A variety of choices, with multiple destinations and brand styles, is one of the components needed to continue to provide the consumer/end-user with value. At Accor, there is a brand for every occasion and every wallet. For instance, a guest with a milestone anniversary will soon be able to celebrate at Raffles Boston, confident in their expectation that the experience will be both intimate and luxurious and that they will know they are staying somewhere very special. Or a family attending a weekend hockey tournament in Nashville might want the opportunity to expose their children to art and culture through a stay at 21c Museum Hotel while they're visiting the city.
Additionally, this whole idea around purpose is more and more important to consumers. They make brand choices based on how their own core values are reflected in the companies with which they've chosen to spend their hard-earned money. There is very little patience for lack of transparency in areas that matter like corporate social responsibility, and in particular the environment.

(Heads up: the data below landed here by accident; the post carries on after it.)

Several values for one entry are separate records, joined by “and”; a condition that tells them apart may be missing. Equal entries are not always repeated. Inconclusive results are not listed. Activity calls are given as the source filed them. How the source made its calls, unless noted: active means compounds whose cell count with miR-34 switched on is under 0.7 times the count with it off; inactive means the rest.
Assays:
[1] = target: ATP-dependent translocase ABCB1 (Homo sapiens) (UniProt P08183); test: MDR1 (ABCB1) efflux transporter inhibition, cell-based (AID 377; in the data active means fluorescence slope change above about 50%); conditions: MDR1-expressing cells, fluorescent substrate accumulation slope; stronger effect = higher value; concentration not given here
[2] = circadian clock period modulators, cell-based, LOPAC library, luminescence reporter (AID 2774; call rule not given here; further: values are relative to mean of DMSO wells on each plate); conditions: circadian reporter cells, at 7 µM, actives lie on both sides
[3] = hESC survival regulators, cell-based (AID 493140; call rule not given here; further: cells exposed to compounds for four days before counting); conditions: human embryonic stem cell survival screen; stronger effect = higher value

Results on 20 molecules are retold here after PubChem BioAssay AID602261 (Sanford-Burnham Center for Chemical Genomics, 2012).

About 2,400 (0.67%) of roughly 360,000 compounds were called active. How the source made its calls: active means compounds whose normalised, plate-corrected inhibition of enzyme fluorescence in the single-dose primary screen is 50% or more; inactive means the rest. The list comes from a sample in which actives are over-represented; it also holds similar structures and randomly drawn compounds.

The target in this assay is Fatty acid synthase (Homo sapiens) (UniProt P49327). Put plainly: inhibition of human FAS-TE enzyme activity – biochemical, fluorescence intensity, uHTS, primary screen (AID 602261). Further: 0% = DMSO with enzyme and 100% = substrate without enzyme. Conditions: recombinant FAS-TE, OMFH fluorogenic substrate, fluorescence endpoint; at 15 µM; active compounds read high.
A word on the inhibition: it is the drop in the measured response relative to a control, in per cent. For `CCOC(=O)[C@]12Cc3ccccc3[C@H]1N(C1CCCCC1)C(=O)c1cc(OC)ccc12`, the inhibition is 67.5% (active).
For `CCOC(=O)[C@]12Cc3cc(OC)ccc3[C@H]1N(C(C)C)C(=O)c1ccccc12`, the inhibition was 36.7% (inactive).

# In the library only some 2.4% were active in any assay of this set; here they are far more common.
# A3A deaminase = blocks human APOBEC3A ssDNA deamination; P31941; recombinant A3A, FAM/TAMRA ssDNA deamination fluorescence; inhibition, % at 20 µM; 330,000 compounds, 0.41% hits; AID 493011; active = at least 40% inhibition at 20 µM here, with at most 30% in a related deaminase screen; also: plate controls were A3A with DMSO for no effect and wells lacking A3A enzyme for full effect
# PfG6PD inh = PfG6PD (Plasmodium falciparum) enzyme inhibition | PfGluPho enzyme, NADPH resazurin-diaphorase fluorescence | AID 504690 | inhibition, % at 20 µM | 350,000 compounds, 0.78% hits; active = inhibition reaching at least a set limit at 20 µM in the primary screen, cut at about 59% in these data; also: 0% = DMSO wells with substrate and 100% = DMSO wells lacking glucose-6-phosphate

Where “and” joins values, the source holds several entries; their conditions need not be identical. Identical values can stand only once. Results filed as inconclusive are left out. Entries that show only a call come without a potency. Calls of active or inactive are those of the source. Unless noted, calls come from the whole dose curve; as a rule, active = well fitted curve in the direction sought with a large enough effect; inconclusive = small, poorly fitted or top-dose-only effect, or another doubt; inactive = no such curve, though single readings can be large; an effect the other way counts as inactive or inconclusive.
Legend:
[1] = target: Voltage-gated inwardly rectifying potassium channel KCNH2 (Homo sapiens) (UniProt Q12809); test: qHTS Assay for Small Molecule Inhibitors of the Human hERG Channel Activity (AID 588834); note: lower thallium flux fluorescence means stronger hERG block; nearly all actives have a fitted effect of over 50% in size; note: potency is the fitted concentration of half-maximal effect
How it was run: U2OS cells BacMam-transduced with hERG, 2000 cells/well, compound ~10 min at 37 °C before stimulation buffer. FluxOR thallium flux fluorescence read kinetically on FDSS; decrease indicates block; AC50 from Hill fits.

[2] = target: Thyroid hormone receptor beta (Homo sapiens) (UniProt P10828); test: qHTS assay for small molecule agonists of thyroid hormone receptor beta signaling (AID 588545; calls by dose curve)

On the B2B side, our large Global/National Sales organizations and personal relationships with key accounts globally are hard to replicate with technology alone. While tech companies are encroaching in the meetings/events area, planners still want to have that same personal connection with experts that can guide them to the right destination and plan every detail of their complex events.
We need to effectively communicate both the individual brand promise as well as the ability to deliver a consistent distribution/loyalty experience – then we will drive both brand engagement and brand loyalty. The new Accor loyalty program, Accor Live Limitless (ALL) is a loyalty ecosystem poised to deliver over 40 unique brands around the globe, the personalization demanded by our guests, and unique, once in a lifetime experiences – all under the umbrella of the organization's values and principles and all within the convenience of one app.